But I can assure you those conversations are very much under way. And it's a passion that both of us share.
REP. DELAURO: The $300 million Early Learning Challenge Grants -- do you have any though as about how that is going to be implemented with regard to states and how we're going to look at that?
SEC. SEBELIUS: I think, again, those conversations are just under way. But I think that what's important is to set up some kind of a platform for a program basis that is based on what we know works in the long run, what gets children ready to go to school.
We did an alarming study in Kansas a couple of years ago, conducted by the board of education hat found that about 50 percent of the five-year-olds who hit kindergarten were not ready for kindergarten, for a variety of reasons.
And so early childhood education, I think, needs to aim toward school readiness and hopefully close that learning gap so kids are really ready to learn when they hit kindergarten years.
REP. DELAURO: Thank you.
Thank you, Mr. Chairman.
REP. OBEY: Mr. Lewis.
REP. LEWIS: Thank you very much, Mr. Chairman.
Once again, welcome, Madame Secretary.
SEC. SEBELIUS: Thank you.
REP. LEWIS: It's a pleasure to be with you.
The last time we had a major review of the nation's health care system and raised questions and discussed what the federal government might be doing about it was when Secretary of State Hillary Clinton was then associated with the president of the United States, William Clinton. And he formed a commission that she headed. And they spent considerable time and energy reviewing where we should go with our health care system.
Once the product was developed itself, I think many a message was sent to the Congress that we would be well served by reflecting upon. For that package hung out there long enough that essentially the people got a chance to understand what was in it. And they didn't want it very much. And they sent messages back to us that were very clear and rather direct. They said, first, that which the chairman suggested and I believe your statement suggested, that people want first to be able to keep what they have. And then above and beyond that they want to ensure that they maintain choice as we go forward with such a package.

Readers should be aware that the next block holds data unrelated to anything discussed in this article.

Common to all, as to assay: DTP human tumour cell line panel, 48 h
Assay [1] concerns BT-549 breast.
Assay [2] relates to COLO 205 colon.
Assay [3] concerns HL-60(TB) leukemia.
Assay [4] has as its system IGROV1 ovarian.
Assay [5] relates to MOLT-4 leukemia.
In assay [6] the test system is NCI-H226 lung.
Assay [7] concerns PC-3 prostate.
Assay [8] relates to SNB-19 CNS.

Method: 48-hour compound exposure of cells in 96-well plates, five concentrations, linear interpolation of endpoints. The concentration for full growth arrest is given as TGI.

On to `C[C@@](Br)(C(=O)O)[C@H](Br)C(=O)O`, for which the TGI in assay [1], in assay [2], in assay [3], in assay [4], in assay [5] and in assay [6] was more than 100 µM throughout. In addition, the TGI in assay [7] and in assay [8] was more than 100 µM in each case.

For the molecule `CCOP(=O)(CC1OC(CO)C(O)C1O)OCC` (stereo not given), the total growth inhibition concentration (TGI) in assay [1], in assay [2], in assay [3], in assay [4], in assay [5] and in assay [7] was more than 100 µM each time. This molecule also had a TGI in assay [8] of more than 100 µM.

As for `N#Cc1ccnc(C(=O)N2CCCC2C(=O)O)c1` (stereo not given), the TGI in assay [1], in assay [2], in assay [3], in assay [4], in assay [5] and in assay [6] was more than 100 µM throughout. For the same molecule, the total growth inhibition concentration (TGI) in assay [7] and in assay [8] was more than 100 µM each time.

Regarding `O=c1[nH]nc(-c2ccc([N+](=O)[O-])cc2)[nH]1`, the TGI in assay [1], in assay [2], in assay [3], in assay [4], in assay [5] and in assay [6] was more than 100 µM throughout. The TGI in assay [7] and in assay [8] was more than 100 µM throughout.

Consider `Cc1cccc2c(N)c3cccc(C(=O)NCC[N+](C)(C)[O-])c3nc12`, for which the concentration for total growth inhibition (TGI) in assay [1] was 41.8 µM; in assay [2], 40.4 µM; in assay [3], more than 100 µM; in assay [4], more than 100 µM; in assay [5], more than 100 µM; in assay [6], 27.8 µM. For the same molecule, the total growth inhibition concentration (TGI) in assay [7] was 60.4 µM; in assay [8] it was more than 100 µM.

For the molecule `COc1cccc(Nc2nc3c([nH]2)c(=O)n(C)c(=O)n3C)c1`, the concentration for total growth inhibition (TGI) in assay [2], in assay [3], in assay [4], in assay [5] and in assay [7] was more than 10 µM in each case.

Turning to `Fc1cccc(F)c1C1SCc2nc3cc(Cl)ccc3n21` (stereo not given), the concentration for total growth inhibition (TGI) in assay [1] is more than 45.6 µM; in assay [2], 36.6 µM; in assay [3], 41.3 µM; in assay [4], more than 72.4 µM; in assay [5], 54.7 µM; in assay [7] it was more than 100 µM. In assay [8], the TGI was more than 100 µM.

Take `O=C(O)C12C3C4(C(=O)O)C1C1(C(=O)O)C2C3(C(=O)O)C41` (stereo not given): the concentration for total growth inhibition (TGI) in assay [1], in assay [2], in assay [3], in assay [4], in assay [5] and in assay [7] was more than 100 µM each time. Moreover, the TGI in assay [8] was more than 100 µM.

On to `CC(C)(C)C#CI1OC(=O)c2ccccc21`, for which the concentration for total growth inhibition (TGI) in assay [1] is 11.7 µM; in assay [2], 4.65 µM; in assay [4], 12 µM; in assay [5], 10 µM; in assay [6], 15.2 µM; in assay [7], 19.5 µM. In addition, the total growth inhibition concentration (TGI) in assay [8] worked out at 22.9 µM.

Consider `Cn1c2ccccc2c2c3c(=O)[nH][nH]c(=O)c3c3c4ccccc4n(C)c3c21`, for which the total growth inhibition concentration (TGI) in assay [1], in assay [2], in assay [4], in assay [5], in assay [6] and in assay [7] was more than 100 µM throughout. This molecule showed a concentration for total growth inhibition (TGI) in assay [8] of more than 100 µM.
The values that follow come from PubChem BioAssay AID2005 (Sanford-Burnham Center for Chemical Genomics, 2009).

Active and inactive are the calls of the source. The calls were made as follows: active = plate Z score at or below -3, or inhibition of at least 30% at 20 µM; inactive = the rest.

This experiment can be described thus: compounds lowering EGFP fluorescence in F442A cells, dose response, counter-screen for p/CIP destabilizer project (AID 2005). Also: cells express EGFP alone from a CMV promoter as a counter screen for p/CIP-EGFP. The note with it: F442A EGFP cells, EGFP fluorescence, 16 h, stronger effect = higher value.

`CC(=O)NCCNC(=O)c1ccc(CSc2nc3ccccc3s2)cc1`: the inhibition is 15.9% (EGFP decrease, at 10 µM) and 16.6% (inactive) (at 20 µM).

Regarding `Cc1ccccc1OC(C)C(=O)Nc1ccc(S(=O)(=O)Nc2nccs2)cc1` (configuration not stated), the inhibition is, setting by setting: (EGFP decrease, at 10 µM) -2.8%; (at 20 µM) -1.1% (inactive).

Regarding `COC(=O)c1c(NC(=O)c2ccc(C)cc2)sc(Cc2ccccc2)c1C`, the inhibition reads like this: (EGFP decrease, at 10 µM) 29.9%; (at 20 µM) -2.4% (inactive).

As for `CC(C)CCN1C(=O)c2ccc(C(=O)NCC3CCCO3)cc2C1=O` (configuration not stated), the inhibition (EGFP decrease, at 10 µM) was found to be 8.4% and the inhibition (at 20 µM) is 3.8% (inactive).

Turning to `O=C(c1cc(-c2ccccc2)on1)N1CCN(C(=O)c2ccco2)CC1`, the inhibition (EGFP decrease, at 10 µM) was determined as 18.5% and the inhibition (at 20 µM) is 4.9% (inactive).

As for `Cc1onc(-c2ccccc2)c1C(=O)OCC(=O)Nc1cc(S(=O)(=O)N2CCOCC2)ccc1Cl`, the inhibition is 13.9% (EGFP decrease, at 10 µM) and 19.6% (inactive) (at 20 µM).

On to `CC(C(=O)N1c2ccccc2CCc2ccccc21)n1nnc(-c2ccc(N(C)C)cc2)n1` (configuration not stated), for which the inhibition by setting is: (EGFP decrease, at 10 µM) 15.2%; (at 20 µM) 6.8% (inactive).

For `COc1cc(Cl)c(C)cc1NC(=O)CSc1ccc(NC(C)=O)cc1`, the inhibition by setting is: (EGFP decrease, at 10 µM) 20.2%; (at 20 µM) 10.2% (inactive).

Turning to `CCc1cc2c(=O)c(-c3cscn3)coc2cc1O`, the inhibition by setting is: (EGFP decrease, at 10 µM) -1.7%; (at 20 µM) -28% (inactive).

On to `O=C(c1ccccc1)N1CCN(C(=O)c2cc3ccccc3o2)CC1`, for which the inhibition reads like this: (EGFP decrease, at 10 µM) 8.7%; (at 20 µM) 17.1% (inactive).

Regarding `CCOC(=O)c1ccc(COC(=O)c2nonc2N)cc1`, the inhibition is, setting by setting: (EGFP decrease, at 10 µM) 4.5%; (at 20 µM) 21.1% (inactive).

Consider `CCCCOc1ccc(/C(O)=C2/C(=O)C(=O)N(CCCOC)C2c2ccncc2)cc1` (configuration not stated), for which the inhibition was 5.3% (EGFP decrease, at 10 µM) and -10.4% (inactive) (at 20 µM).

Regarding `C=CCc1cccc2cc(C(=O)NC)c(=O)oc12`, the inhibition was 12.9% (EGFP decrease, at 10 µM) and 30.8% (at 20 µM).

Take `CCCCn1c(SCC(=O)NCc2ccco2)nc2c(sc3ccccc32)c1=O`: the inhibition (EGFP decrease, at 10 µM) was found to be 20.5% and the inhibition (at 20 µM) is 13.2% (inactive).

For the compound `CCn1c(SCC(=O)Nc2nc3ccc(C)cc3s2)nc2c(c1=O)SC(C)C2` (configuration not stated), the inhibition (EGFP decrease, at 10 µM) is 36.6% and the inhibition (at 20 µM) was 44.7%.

I do not know what a government single-payer system might lead us to. But a lot could be learned by also not just looking at the Hillary Clinton commission but some of that which John Maynard Keynes may have taught us about what socialized processes deliver in the final analysis. All of that will be a part of the discussions ahead of us. It'll be a healthy one and an important one.
The chairman and I have spent some energy attempting to figure out what we do with the thing called pandemic flu. I want to commend the department for taking on H1N1 virus seriously and going forward with a program that will attempt to make sure that we're ready and we benefit from that which we've learned so far as a result of work by people like Julie Gerberding and the like.
I note that within your budget there's a request that includes $354 million for public health and social service emergency funds. At the same time I'm concerned that there are plans to move BioShield money from flu vaccine -- for flu vaccine production.
Within that mix, it's awfully important that we make sure we're not stealing from Peter to pay Paul, that we have enough money to ensure that we are protecting the public and our country from difficulties with BioShield chemical, biological, radiological problems, et cetera.
Could you tell me what your thinking is presently regarding that funding and if you agree that there are conflicts that could lead to funding difficulty?
SEC. SEBELIUS: Well, Congressman, I don't think there's any question that the investment made over the past five years by this Congress and the previous administration in preparation and planning and beginning to work on the new vaccines that potentially are needed for a variety of deadly diseases have been critically important.
And I know this committee and Chairman Obey and others have been in a real leadership role on pushing that ahead.
I think that as a governor I was able to see some of the results of that, because we were able to do planning and put a pandemic plan together, do cross-state preparation, bring private industry in, do a whole series of initiatives to really get ready for an outbreak, which would not have been possible with state-only funds.
So I've seen it both at the, you know, federal level, but also experienced what those investments have done. I know that currently we are in the process of evaluating steps forward with H1N1, at the same time recognizing that we need to keep the planning stages in place with BioShield for whatever eventuality might hit next.
So I think that they budget reflects -- and the current actions of the administration, to ask for supplemental funding to deal specifically with H1N1 -- reflect a notion that safety and security is first.
We know what's facing us right now with a whole series of uncertainties with H1N1. We know we have a new virus. We know we have a need to take a look at the potential vaccine program. But we also know that there are a series of other outbreak potentials and terrorist acts that still are looming. And we need to both simultaneously. And I think that's what's reflected in the budget before you and in the supplemental request.
REP. LEWIS: Mr. Chairman, could I just proceed with one more question?
REP. OBEY: (Off mike.)
REP. LEWIS: Thank you, Mr. Chairman.